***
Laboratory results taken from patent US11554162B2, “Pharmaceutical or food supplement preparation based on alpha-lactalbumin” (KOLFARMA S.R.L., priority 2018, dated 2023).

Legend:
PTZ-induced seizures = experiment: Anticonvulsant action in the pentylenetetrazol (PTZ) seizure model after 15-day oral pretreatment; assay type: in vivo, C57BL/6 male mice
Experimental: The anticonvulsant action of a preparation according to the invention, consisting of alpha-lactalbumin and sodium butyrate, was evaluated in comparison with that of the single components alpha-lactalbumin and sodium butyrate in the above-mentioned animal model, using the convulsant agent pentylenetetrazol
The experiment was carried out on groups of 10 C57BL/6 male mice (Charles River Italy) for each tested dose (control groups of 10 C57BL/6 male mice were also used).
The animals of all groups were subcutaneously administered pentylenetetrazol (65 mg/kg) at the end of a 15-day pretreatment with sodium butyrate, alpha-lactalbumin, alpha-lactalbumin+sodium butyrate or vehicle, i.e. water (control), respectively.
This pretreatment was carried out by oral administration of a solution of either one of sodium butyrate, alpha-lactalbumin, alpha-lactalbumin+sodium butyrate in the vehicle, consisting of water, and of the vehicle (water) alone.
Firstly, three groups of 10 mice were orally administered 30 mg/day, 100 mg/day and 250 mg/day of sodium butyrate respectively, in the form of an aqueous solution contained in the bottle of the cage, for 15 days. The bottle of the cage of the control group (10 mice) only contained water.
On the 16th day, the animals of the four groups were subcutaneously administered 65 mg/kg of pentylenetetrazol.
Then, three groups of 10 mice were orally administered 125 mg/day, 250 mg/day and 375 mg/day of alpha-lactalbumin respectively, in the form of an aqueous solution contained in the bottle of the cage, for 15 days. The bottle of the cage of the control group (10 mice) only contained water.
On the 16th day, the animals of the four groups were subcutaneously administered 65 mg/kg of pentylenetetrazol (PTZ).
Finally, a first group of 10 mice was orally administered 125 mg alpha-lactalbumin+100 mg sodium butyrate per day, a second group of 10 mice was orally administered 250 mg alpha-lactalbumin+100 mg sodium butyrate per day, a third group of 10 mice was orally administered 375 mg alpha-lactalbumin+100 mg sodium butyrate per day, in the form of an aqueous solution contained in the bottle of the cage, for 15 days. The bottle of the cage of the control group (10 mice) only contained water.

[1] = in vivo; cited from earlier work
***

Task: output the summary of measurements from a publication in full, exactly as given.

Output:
Laboratory results taken from patent US11554162B2, “Pharmaceutical or food supplement preparation based on alpha-lactalbumin” (KOLFARMA S.R.L., priority 2018, dated 2023).

Legend:
PTZ-induced seizures = experiment: Anticonvulsant action in the pentylenetetrazol (PTZ) seizure model after 15-day oral pretreatment; assay type: in vivo, C57BL/6 male mice
Experimental: The anticonvulsant action of a preparation according to the invention, consisting of alpha-lactalbumin and sodium butyrate, was evaluated in comparison with that of the single components alpha-lactalbumin and sodium butyrate in the above-mentioned animal model, using the convulsant agent pentylenetetrazol
The experiment was carried out on groups of 10 C57BL/6 male mice (Charles River Italy) for each tested dose (control groups of 10 C57BL/6 male mice were also used).
The animals of all groups were subcutaneously administered pentylenetetrazol (65 mg/kg) at the end of a 15-day pretreatment with sodium butyrate, alpha-lactalbumin, alpha-lactalbumin+sodium butyrate or vehicle, i.e. water (control), respectively.
This pretreatment was carried out by oral administration of a solution of either one of sodium butyrate, alpha-lactalbumin, alpha-lactalbumin+sodium butyrate in the vehicle, consisting of water, and of the vehicle (water) alone.
Firstly, three groups of 10 mice were orally administered 30 mg/day, 100 mg/day and 250 mg/day of sodium butyrate respectively, in the form of an aqueous solution contained in the bottle of the cage, for 15 days. The bottle of the cage of the control group (10 mice) only contained water.
On the 16th day, the animals of the four groups were subcutaneously administered 65 mg/kg of pentylenetetrazol.
Then, three groups of 10 mice were orally administered 125 mg/day, 250 mg/day and 375 mg/day of alpha-lactalbumin respectively, in the form of an aqueous solution contained in the bottle of the cage, for 15 days. The bottle of the cage of the control group (10 mice) only contained water.
On the 16th day, the animals of the four groups were subcutaneously administered 65 mg/kg of pentylenetetrazol (PTZ).
Finally, a first group of 10 mice was orally administered 125 mg alpha-lactalbumin+100 mg sodium butyrate per day, a second group of 10 mice was orally administered 250 mg alpha-lactalbumin+100 mg sodium butyrate per day, a third group of 10 mice was orally administered 375 mg alpha-lactalbumin+100 mg sodium butyrate per day, in the form of an aqueous solution contained in the bottle of the cage, for 15 days. The bottle of the cage of the control group (10 mice) only contained water.

[1] = in vivo; cited from earlier work